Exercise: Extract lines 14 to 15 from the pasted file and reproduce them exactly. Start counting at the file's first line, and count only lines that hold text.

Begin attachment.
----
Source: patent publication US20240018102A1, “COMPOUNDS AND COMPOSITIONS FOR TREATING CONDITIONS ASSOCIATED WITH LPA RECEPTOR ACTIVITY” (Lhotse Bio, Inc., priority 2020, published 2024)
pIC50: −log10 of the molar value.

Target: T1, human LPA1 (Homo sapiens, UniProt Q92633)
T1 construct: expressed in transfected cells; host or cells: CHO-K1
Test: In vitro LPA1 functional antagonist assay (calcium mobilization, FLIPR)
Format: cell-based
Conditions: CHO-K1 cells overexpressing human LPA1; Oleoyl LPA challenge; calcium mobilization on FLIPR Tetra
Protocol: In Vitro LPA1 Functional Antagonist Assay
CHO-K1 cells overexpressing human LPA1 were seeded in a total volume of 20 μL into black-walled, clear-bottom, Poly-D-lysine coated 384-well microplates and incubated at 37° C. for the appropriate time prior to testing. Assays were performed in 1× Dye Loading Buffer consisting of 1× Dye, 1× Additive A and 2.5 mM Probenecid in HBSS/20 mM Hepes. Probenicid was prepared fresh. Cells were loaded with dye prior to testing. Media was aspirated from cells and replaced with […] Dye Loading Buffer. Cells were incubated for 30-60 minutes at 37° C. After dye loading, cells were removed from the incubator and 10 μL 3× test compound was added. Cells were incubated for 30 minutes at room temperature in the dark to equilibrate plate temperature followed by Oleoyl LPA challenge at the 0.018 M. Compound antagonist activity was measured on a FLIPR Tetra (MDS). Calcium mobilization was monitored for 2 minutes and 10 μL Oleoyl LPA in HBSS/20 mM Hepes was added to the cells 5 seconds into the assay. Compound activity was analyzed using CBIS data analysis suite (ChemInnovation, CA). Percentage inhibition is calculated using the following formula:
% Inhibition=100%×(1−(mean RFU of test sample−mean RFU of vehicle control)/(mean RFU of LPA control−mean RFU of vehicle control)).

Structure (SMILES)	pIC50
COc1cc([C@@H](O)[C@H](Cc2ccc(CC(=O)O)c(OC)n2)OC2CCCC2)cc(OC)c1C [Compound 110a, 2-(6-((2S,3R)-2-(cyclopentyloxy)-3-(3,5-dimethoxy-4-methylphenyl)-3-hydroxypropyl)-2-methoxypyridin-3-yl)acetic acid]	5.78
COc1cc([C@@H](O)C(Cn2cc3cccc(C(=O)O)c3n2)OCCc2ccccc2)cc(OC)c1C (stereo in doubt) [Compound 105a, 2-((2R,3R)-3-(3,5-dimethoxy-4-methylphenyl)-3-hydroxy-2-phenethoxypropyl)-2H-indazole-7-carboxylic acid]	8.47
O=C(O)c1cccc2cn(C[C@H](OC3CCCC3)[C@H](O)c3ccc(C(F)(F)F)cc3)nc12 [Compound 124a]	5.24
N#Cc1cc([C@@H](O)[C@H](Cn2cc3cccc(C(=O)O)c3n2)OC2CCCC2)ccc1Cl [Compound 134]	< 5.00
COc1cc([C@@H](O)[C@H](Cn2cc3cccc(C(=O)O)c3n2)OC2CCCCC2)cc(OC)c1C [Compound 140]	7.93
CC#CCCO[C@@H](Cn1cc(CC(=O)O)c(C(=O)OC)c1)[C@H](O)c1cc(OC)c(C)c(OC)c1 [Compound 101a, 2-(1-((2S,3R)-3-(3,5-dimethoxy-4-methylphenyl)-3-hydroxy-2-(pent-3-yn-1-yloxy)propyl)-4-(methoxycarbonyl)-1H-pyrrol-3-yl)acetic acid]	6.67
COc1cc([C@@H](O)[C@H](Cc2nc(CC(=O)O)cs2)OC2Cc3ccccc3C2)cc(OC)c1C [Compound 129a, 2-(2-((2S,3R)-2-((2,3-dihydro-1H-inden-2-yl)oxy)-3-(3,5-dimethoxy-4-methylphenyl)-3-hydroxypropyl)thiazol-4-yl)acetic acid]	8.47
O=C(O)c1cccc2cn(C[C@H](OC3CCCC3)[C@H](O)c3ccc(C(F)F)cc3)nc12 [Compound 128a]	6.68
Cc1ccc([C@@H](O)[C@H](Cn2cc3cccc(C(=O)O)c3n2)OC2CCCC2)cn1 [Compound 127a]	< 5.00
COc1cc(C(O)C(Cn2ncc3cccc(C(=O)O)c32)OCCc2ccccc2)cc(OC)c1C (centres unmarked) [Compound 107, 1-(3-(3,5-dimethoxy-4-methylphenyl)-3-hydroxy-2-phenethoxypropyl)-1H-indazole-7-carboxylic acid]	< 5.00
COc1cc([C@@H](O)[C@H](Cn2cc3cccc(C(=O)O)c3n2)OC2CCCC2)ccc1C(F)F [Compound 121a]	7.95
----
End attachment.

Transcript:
O=C(O)c1cccc2cn(C[C@H](OC3CCCC3)[C@H](O)c3ccc(C(F)(F)F)cc3)nc12 [Compound 124a]	5.24
N#Cc1cc([C@@H](O)[C@H](Cn2cc3cccc(C(=O)O)c3n2)OC2CCCC2)ccc1Cl [Compound 134]	< 5.00